The battle screen in Namco x Capcom looks a bit like a 2D fighting game, but the controls are easy enough that you don't need to be an expert in playing one. You can pull off different attacks by holding on to one of the four directions on your D pad and pressing the circle button, or just pressing the circle button alone. Attacking your enemies will raise your power meter located on the bottom right-hand side of the screen, and when it's full, you can execute a powerful attack with the triangle button. Attacking the enemies will also raise their stun meter, located right under their power meter. When it becomes full, they won't be able to move for a certain amount of time. The number of attacks that the character can do during a single battle is indicated on the top right-hand side, so it's up to you to figure out the most effective combinations to damage the enemy. Like in most games, some enemies have weaknesses or resistance to certain attacks. For example, slimes are weak against fire. The attacks that will do more damage are conveniently indicated in the moves list that appears prior to each fight, so you won't have to take your time to discover their weaknesses by yourself.

The game features standard strategy RPG combat with a few unique twists.
The game features standard strategy RPG combat with a few unique twists.

As you'd expect, the characters in Namco x Capcom have their trademark attacks from their original games. For example, holding left on the direction pad and pressing circle with Darkstalker's Morrigan will make her shoot a soul fist at the enemy, while pressing triangle will let her execute a darkness illusion. If you can juggle the opponent in the air by effectively using your attacks, you'll be given bonuses such as additional damage to the enemy, additional experience points, and items.

In addition to going into the standard battle mode, Namco x Capcom also lets you execute a special attack called a "multiple assault" by selecting an option from the field menu. The multiple assault requires special conditions, which usually revolve around having a corresponding character unit nearby on the map and having enough MP to execute it. The characters will then team up and attack, inflicting more damage than usual. You can't control the characters during the multiple assault attack, but you'll get to see a special battle sequence. In the case of Street Fighter's Ryu and Ken, it's a series of combination attacks followed by a pair of dragon punches. Some of the multiple assaults let you damage multiple enemies at once, which comes in handy when you're surrounded.

The enemies will just take your attacks without fighting back when you engage them, but that also goes for your character when it's the enemy's turn to move around. You'll be thrown around like a rag doll when the enemy's attacking, but fortunately, the game gives you a number of options to control your damage: defend, which consumes one AP but reduces your damage to half; run away, which consumes one AP and 10 points from the character's power meter; protect, which lets another character nearby absorb all the damage; and no guard, which makes you get hit by all the attacks, but doesn't consume any AP and also makes your power meter build up faster.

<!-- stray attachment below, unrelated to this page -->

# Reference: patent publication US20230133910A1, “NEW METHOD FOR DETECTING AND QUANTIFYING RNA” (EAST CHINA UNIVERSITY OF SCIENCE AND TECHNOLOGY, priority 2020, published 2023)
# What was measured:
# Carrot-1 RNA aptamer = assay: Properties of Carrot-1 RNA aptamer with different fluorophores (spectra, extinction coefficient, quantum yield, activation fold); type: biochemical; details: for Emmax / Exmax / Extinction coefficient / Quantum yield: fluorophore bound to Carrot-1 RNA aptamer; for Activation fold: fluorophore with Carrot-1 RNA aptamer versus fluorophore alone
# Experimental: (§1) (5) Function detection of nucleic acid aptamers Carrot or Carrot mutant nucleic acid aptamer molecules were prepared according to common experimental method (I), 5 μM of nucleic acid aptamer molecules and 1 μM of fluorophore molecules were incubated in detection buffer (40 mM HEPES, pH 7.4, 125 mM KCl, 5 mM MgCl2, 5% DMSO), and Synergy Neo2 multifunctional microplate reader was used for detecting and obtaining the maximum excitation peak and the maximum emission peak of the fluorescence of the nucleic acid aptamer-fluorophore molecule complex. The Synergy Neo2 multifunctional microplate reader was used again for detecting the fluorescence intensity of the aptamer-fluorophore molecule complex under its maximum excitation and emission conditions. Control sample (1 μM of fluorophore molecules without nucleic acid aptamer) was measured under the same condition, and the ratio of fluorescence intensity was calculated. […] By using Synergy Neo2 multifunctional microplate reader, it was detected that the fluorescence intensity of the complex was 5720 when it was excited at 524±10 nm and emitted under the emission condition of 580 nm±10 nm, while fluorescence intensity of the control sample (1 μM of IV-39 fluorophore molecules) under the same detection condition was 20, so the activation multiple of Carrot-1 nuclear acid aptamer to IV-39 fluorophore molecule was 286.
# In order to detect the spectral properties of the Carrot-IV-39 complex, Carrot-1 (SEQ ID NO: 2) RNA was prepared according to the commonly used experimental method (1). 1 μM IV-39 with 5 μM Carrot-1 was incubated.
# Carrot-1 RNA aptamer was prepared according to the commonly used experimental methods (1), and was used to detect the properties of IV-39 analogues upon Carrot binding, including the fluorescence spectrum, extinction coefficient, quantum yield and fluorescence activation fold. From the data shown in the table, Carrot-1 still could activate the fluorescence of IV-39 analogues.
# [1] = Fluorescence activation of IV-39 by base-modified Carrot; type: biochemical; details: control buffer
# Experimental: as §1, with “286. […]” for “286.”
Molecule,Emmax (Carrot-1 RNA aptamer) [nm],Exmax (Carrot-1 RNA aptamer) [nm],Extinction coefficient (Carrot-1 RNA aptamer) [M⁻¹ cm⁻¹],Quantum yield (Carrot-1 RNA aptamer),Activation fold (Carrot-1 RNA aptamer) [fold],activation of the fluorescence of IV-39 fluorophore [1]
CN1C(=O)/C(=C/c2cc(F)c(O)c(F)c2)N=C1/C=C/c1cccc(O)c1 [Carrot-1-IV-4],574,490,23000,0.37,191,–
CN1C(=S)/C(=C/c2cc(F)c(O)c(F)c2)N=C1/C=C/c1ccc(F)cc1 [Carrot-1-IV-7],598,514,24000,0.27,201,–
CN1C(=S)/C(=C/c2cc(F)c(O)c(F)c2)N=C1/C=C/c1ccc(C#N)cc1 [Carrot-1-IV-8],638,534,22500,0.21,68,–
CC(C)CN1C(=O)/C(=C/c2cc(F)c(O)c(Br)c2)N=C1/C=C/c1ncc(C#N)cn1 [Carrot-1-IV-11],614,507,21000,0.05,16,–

When the enemy is hitting you with its attacks in the battle screen, a large icon in the shape of the D pad appears on the screen, and you can reduce your damage by hitting the direction that glows whenever the enemy makes a move. If you succeed in doing so enough times, you'll be awarded by having your AP recovered. A 50 percent success rate recovers your AP by one, and an 80 percent success rate recovers it by two.

From the few hours that we've played Namco x Capcom, its gameplay seems to be pretty straightforward and doesn't take much time to learn. You move around your characters on the field, choose an enemy you want to fight, and then input commands and enjoy the character's 2D battle animation sequences. Namco x Capcom has been pretty hassle-free so far, which is probably a good thing for a game like this, since it's obviously meant to attract a wide range of players with its characters.

And yes, the game puts in a lot of effort to make these characters shine. Namco x Capcom has a huge amount of dialogue between characters from different games, which must've taken the scriptwriters an abundance of effort to produce, considering the volume of characters and how much research had to be put into making their lines fit their personalities from the original games. What's more, a lot of the conversations feature full voice acting. Another nice touch is that the game's music switches to the main theme song of whichever character's turn it is. So you'll be hearing the music from Klonoa when the furry hero is moving around, and the music from Demitri's stage in Darkstalkers will play when it's his turn.

Namco x Capcom doesn't seem like it'll make it to America, so don your importing hats!
Namco x Capcom doesn't seem like it'll make it to America, so don your importing hats!

On the other hand, Namco x Capcom would probably not be of much interest if you aren't a fan of the two company's games--you really need to know the characters to enjoy them. What's also interesting is that gamers in Japan so far are split between those who love the game and those who find it less attractive, which seems to have a bit to do with their age. The game brings back a lot of the old characters from Namco and Capcom's classic titles, such as Burning Force, Captain Commando, Strider, Genpei Toumaden, Berabou-man, and Wonder Momo. Namco x Capcom so far seems to be a particular hit with older Japanese gamers around their late 20s to mid-30s because of the return of these long-forgotten characters. But it's drawing some criticism from the younger gamers in their teens that can't recognize many of the characters from before the PlayStation era.

Whether Namco x Capcom will make its way overseas to the American market is a pretty tough question. It has many game characters that are known in America, but also as many characters from games that have never been released outside of Japan. Once you factor in the volume of text that needs to be translated and the massive volume of voices that need to be redubbed, the chance of an American release seems slimmer and slimmer. But then again, if you're an old-time gamer who's played classic Namco and Capcom games from the '80s, and you can recognize many of the minor characters from the promotional movies released on the game's official site, then chances are that you may just be interested enough to enjoy an import.